1 Section 2-4-203(1) provides that, “[i]f a statute is ambiguous,” a court “may consider among other matters”:

(a) The object sought to be attained; (b) The circumstances under which the statute was enacted; (c) The legislative history, if any; (d) The common law or former statutory provisions, including laws upon the same or similar subjects; (e) The consequences of a particular construction; (f) The administrative construction of the statute; (g) The legislative declaration or purpose.

2 When it enacts a statute, the General Assembly “is presumed” to intend “[a] just and reasonable result” that favors the “[p]ublic in terest . . . over any private interest.” § 2-4-201(1)(c), (e).

3 In Vigil,we chronicled the legislature’s reaction to common-law decisions we rendered concerning the duty of care landowners owe to entrants upon their property. If two points are clear from this history, they are that (1) the legislature chose to adopt the common law classification system of trespasser, licensee, and invitee; and (2) the legislature spelled out its own definitions and duties of care for each of these classifications. See Vigil,103 P.3d at 325–26.

4 The language of section 13-21-115(2) refers to an “injury occurring while on the real property of another.” The words “of another” in this phrase describe the defendant “landowner’s” property, distinguishing it from the property of the plaintiff. See Pierson,48 P.3d at 1220–21 (defining “landowner” under the premises liability statute); Trailside,880 P.2d at 1202 (holding that the premises liability statute delineates duties owed by “landowners” to third persons and does not apply where the plaintiff has the right to make use of the property independent of the defendant “landowner’s” consent).

5 A “trespasser” is “a person who enters or remains on the land of another without the landowner’s consent.” § 13-21-115(5)(c).

6 A “licensee” is “a person who enters or remains on the land of another for the licensee’s own convenience or to advance his own interests, pursuant to the landowner’s permission or consent.” § 13-21-115(5)(b). This category includes social guests. Id.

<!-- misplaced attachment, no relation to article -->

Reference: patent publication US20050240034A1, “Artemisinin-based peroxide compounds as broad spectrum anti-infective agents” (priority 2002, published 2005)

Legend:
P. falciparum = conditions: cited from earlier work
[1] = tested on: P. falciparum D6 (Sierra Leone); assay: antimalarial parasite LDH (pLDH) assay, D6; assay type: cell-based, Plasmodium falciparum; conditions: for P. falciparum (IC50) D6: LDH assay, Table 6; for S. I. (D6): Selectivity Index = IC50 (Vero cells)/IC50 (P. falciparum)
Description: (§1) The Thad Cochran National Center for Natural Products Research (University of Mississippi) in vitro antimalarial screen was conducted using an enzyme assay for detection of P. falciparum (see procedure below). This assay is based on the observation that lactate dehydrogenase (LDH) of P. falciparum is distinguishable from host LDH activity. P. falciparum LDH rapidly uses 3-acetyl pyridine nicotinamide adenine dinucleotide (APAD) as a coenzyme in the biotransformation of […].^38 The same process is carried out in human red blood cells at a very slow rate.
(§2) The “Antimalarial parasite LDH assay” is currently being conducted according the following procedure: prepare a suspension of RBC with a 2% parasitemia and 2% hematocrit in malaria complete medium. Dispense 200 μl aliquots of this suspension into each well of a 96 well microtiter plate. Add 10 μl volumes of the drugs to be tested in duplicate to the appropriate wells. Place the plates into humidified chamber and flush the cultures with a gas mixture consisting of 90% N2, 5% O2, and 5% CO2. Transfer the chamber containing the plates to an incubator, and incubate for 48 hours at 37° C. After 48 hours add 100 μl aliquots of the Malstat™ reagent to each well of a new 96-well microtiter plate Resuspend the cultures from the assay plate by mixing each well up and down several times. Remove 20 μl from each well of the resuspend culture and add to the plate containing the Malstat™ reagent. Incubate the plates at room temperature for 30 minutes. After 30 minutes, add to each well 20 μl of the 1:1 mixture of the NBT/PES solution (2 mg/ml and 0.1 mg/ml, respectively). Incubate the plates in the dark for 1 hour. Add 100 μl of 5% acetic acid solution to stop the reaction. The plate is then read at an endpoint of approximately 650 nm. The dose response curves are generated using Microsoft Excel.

7 An “invitee” is “a person who enters or remains on the land of another to transact business in which the parties are mutually interested or who enters or remains on such land in response to the landowner’s express or implied representation that the public is requested, expected, or intended to enter or remain.” § 13-21-115(5)(a). With respect to common areas under a landlord’s control, this category includes tenants. Lakeview Assocs., Ltd. v. Maes,907 P.2d 580, 586 & n.10 (Colo. 1995).

8 We note that future factual development will be necessary in this case to determine whether Larrieu’s alleged injury was caused by Best Buy’s “unreasonable failure to exercise reasonable care to protect against dangers of which he actually knew or should have known.” § 13-21-115(3)(c)(I) (defining a landowner’s duty to an invitee). Further, we note that the Tenth Circuit, in its certification to us, stated that Best Buy concedes it was responsible for the actions of its employee in assisting Larrieu. See Larrieu, 491 F. App’x at 866. We therefore leave for another day the question of how theories such as respondeat superior and vicarious liability relate to the premises liability act.

9 For example, under the statute, a licensee may recover only for damages caused by a “landowner’s unreasonable failure to exercise reasonable care with respect to dangers created by the landowner of which the landowner actually knewor by a “landowner’s unreasonable failure to warn of dangers not created by the landowner which are not ordinarily presenton property of the type involved and of which the landowner actually knew.”§ 13-21-115(3)(b) (emphasis added). The actual-knowledge requirement represents a substantial departure from the common law, where landowners owed licensees a duty of care regardless of whether they had actual or constructive knowledge of dangers. Compare Kenney v. Grice, 171 Colo. 185, 188, 465 P.2d 401, 403 (1970) (employing the Restatement Second of Torts’ description of the duties owed to licensees with regard to conditions “the possessor knows [of] or has reason to know of,” prior to our decision in Mile High Fence Co. v. Radovich,175 Colo. 537, 489 P.2d 308 (1971)), with Wilson v. Marchiondo, 124 P.3d 837, 841 (concluding that a “landlord would be liable” under the premises liability statute for a tenant’s dog attacking a licensee “if he actually knew, prior to entering the lease, of the danger the dog presented”),and see7 John W. Grund, J. Kent Miller & David S. Werber, Colorado Personal Injury PracticeTorts and Insurance§ 19.8 (3d ed. 2012) (“The requirement that landowners have actual knowledge of a dangerous condition appears to eliminate the common-law provision for constructive notice.”). The exemption for “dangers not created by the landowner which are . . . ordinarily present on property of the type involved” is similarly more protective of landowners than was the common law. § 13-21-115(3)(b)(II) (emphasis added).

These opinions are not final. They may be modified, changed or withdrawn in accordance with Rules 40 and 49 of the Colorado Appellate Rules. Changes to or modifications of these opinions resulting from any action taken by the Court of Appeals or the Supreme Court are not incorporated here.

Colorado Supreme Court Opinions || June 24, 2013

Back